We consider the distributed setting of N autonomous mobile robots that operate in Look-Compute-Move (LCM) cycles and use colored lights (the robots with lights model). We assume obstructed visibility where a robot cannot see another robot if a third robot is positioned between them on the straight line segment connecting them. In this paper, we consider the problem of positioning N autonomous robots on a plane so that every robot is visible to all others (this is called the Complete Visibility problem). This problem is fundamental, as it provides a basis to solve many other problems under obstructed visibility. In this paper, we provide the first, asymptotically optimal, O(1) time, O(1) color algorithm for Complete Visibility in the asynchronous setting. This significantly improves on an O(N)-time translation of the existing O(1) time, O(1) color semi-synchronous algorithm to the asynchronous setting. The proposed algorithm is collision-free, i.e., robots do not share positions, and their paths do not cross. We also introduce a new technique for moving robots in an asynchronous setting that may be of independent interest, called Beacon-Directed Curve Positioning. Full article
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Article
Dynamic Ring Exploration with (H,S) View
Algorithms 2020, 13(6), 141; https://doi.org/10.3390/a13060141 - 12 Jun 2020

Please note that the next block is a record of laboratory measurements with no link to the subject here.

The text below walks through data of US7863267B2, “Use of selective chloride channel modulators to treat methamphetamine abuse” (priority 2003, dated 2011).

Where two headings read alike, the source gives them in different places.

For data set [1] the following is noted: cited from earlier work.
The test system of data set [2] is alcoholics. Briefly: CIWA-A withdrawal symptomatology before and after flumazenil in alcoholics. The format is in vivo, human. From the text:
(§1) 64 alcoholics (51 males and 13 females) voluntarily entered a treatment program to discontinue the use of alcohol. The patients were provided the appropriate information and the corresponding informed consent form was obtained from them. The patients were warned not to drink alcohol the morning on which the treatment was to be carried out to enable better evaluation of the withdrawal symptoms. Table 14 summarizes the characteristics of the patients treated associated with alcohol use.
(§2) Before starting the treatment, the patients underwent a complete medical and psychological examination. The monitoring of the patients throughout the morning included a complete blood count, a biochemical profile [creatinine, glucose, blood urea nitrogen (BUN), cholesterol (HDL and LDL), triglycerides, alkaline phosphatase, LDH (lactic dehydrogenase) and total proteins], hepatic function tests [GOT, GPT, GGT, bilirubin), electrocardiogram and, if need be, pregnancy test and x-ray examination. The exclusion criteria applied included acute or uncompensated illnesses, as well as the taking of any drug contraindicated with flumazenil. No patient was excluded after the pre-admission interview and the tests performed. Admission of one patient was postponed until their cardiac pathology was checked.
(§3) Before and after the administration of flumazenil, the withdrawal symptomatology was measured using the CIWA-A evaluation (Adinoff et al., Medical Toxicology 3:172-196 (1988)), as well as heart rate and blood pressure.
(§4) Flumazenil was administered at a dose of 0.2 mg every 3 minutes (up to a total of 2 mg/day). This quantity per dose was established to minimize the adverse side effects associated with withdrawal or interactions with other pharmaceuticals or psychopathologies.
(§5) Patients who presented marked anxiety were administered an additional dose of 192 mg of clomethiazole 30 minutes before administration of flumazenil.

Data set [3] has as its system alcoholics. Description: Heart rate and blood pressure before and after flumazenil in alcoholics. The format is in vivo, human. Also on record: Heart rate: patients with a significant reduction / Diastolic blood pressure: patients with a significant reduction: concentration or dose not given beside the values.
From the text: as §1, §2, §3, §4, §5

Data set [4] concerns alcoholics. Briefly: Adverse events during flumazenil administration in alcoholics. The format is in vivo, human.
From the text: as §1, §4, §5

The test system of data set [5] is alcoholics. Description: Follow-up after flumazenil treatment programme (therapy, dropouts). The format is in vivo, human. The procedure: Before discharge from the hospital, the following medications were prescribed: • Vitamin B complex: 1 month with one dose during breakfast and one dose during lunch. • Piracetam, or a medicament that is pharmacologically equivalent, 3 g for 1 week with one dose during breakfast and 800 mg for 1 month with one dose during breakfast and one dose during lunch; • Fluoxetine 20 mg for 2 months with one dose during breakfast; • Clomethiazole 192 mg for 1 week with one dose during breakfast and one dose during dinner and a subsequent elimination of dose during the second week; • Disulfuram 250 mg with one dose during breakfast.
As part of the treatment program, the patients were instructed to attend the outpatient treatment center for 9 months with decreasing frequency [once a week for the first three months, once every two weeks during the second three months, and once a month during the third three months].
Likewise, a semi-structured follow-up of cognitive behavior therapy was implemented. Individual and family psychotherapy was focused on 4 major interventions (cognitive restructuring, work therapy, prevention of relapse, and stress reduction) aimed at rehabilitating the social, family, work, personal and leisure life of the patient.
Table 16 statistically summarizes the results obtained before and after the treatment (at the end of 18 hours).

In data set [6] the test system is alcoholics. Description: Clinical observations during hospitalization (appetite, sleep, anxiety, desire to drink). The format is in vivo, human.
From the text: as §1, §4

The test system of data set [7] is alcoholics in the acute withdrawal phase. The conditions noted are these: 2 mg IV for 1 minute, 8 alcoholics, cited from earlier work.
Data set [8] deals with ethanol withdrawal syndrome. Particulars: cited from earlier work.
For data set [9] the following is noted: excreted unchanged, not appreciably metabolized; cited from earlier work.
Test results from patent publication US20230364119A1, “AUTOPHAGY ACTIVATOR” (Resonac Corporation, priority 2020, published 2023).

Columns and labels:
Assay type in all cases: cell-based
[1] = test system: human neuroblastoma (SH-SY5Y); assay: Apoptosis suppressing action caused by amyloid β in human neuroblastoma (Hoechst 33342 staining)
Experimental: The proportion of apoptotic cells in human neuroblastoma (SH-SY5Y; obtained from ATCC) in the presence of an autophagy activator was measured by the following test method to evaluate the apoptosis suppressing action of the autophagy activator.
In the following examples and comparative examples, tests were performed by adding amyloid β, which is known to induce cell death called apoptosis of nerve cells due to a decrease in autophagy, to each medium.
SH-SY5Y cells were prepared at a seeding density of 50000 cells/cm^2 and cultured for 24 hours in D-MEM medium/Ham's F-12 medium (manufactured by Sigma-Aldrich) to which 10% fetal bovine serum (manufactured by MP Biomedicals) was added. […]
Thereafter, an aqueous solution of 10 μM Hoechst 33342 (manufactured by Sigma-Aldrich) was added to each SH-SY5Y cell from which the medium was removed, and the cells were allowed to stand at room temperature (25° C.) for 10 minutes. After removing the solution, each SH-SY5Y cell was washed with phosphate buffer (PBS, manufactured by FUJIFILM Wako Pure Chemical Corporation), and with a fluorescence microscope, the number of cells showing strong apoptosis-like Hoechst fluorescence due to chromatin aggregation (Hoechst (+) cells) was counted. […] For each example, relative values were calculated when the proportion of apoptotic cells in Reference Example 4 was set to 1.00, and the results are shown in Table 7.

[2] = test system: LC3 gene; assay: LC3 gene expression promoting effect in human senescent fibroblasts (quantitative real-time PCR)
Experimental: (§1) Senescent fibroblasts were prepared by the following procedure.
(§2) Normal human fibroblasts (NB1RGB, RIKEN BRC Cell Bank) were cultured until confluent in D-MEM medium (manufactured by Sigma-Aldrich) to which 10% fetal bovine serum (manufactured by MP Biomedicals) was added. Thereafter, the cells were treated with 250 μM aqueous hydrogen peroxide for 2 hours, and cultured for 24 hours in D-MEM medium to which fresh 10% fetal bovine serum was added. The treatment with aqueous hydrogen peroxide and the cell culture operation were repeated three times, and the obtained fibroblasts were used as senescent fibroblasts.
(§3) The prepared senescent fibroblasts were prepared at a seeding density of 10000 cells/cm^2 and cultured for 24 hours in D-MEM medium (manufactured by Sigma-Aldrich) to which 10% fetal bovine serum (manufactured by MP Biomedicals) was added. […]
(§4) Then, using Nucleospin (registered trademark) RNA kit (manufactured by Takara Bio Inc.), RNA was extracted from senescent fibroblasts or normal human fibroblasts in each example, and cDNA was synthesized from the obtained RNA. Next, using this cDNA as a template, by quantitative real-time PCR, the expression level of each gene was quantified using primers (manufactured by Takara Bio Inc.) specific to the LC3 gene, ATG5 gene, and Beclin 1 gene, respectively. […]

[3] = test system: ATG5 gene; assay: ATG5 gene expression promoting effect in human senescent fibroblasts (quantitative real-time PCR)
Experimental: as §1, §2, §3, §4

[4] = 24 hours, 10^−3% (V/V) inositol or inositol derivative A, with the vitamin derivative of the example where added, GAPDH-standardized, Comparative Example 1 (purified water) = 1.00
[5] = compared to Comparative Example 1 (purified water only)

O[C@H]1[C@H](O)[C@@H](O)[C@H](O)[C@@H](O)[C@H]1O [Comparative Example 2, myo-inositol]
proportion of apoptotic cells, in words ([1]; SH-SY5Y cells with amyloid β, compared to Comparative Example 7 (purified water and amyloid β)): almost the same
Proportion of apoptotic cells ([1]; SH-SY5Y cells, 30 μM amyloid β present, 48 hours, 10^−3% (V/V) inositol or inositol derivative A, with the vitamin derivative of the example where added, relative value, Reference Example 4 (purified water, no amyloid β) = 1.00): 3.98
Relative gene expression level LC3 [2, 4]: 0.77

Cited by 2 | Viewed by 1323
Abstract
The researches about a mobile entity (called agent) on dynamic networks have attracted a lot of attention in recent years. Exploration which requires an agent to visit all the nodes in the network is one of the most fundamental problems. While the exploration [...] Read more.
The researches about a mobile entity (called agent) on dynamic networks have attracted a lot of attention in recent years. Exploration which requires an agent to visit all the nodes in the network is one of the most fundamental problems. While the exploration of dynamic networks with complete information or with no information about network changes has been studied, an agent with partial information about the network changes has not been considered yet despite its practical importance. In this paper, we consider the exploration of dynamic networks by a single agent with partial information about network changes. To the best of our knowledge, this is the very first work to investigate the exploration problem with such partial information. As a first step in this research direction, we focus on 1-interval connected rings as dynamic networks in this paper. We assume that the single agent has partial information called the ( H , S ) view by which it always knows whether or not each of the links within H hops is available in each of the next S time steps. In this setting, we show that H + S n and S n / 2 (n is the size of the network) are necessary and sufficient conditions to explore 1-interval connected rings. Moreover, we investigate the upper and lower bounds of the exploration time. It is proven that the exploration time is O ( n 2 ) for n / 2 S < 2 H 1 , O ( n 2 / H + n H ) for S max ( n / 2 , 2 H 1 ) , O ( n 2 / H + n log H ) for S n 1 , and Ω ( n 2 / H ) for any S where H = min ( H , n / 2 ) . Full article